While the prominent intersection of 23rd Street and Noland Road has had its struggles in recent years, it will likely get a bit brighter in late 2012.

While the prominent intersection of 23rd Street and Noland Road has had its struggles in recent years, it will likely get a bit brighter in late 2012.


Plans to make the Napoleon B. Stone mansion at 1114 S. Noland Road, just north of 23rd Street, a bed-and-breakfast inched a bit closer Tuesday night when the Independence Planning Commission approved a special use permit for the property.


As Silver Heart Inn, the 3,600-square-foot home will offer four guest rooms on the second floor, as well as a fifth guest room in the free-standing guest cottage. The project’s applicant, Melanie Johnson, will live on the house’s first floor with her husband.


The commission’s recommendation now goes to the City Council, which has the final vote. City staff also had recommended approval for the special use permit with the following three conditions: The house must be used for short-term stays (not longer than 30 consecutive days); The freestanding cottage may be used as part of the bed-and-breakfast stays as long as the main property is used as a B&B; and renovations at the house must be completed prior to the issuing of a business license.


Independence resident and architect Jim Gamble spoke briefly at the public hearing, as his family lived at 1114 S. Noland Road for nearly 70 years.


Keeping the historic integrity of the house in place, Johnson said, is important for the couple as they are completing some minor renovations to flooring and carpeting.


“We are making no structural changes to the house, and it is to remain as authentic as possible in our care,” Johnson said. “We’re not moving walls or tearing down walls or doing anything like that. ... Really, the house is coming full circle. It’s a great opportunity to have a living history, and we’d like to share that with people.”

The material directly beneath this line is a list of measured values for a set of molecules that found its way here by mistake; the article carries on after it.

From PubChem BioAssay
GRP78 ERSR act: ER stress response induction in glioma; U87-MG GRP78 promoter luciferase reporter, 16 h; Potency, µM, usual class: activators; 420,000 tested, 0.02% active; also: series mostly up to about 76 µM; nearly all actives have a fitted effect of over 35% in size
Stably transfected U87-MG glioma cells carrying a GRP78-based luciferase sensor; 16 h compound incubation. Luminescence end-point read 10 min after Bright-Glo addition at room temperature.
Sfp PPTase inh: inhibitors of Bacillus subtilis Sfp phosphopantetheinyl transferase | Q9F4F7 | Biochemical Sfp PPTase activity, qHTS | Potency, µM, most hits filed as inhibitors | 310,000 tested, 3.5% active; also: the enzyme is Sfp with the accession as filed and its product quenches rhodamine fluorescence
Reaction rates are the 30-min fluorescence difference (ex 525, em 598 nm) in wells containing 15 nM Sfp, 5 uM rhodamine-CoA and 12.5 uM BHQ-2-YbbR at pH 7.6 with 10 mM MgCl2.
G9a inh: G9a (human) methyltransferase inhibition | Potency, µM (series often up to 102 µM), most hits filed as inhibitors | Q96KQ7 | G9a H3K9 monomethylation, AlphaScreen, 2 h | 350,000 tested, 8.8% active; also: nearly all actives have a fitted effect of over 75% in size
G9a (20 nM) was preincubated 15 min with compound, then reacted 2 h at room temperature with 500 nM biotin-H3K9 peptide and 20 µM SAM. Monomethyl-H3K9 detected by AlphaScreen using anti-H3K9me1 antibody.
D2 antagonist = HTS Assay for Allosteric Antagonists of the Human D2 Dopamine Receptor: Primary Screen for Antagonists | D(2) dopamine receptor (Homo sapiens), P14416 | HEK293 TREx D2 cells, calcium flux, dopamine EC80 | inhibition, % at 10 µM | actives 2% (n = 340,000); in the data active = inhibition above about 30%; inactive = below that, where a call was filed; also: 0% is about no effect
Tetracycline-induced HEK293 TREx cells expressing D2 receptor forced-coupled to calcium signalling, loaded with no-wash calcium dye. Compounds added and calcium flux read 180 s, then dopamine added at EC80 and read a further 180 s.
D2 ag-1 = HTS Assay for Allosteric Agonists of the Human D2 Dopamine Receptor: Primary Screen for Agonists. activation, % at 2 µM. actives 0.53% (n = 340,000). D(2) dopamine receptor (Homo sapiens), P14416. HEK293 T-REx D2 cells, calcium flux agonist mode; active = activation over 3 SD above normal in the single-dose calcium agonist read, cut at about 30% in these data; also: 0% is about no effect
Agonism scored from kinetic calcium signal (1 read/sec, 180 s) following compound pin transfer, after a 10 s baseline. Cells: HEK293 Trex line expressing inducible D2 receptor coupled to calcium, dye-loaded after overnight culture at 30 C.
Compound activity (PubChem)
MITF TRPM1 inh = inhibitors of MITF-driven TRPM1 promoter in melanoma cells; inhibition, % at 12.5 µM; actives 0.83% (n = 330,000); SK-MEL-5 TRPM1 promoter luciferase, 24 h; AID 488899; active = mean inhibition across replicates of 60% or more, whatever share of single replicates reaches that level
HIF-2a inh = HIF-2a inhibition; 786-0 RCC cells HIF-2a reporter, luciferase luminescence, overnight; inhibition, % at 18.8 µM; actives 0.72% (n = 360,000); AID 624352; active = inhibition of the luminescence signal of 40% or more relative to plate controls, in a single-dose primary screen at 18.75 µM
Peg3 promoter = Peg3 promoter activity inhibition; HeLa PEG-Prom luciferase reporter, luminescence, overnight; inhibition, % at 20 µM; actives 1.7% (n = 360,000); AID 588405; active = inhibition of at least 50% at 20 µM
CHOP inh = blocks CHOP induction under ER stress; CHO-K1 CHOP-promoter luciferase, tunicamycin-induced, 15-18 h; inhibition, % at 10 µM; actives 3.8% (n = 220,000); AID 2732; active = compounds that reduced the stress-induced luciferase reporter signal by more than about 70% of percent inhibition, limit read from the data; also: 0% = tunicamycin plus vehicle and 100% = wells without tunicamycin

The Johnsons live in Independence now, and Melanie said she’s been impressed with the city in the short time she has been in town. She shops frequently on the Square and said she’ll encourage her bed-and-breakfast guests to do the same.


“I’ve really fallen in love with this little gem called Independence,” Johnson said. “For our city to be as successful as it can be, we have to support each others’ businesses.”


The Johnsons are aiming to open Silver Heart Inn sometime this fall, and Melanie said they’ll keep the well-known Christmas tree on the small portico over the front door year after year.


Because of Health Department requirements, meals won’t be served for those staying in the separate cottage, but that structure does include a full-sized kitchen, Johnson said. Otherwise, the couple would need to invest in a commercial kitchen that would involve significant structural changes to the original house, she said.


“The fact that they’re going to be able to put it to a community use, I think, is what is most exciting about it,” said Audrey Elder, a historic real estate agent who spoke in favor of the case. “It’s been a place of social gathering since it was built in 1856. ... This is going to give a brand-new light to Noland Road.”


While no one spoke against the case, commission members Karen DeLuccie and Jerry Kacheroski voiced their concerns over City Code-mandated modifications needed for a sprinkler system inside the house, saying they’ll tamper with the home’s historic preservation.


Regardless, DeLuccie said, she is excited about the project.


“I’ve loved that house for years and years,” she said. “I am very much in favor of this project.”